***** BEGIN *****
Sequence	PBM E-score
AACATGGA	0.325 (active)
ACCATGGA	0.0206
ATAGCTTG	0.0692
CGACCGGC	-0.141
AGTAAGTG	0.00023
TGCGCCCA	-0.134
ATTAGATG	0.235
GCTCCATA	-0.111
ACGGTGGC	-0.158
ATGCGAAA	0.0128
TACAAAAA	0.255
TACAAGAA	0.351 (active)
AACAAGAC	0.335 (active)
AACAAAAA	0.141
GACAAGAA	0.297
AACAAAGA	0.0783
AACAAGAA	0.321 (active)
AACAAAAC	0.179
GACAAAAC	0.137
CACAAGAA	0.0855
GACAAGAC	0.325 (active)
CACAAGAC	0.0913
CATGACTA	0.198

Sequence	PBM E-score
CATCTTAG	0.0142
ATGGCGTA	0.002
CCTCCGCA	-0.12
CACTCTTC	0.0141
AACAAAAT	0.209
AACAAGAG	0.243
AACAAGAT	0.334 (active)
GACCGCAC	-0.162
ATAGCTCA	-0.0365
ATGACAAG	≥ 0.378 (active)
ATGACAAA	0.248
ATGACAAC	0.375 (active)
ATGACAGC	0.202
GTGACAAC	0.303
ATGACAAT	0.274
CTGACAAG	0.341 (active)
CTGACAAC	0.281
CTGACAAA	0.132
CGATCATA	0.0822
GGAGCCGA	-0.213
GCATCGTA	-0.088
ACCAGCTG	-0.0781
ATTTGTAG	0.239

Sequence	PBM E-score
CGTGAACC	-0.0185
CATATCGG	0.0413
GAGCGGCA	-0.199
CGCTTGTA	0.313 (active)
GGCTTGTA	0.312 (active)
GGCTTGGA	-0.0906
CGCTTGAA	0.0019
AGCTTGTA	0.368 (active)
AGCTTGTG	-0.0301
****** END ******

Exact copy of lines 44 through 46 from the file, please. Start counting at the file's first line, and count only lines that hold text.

CGATCATA	0.0822
GGAGCCGA	-0.213
GCATCGTA	-0.088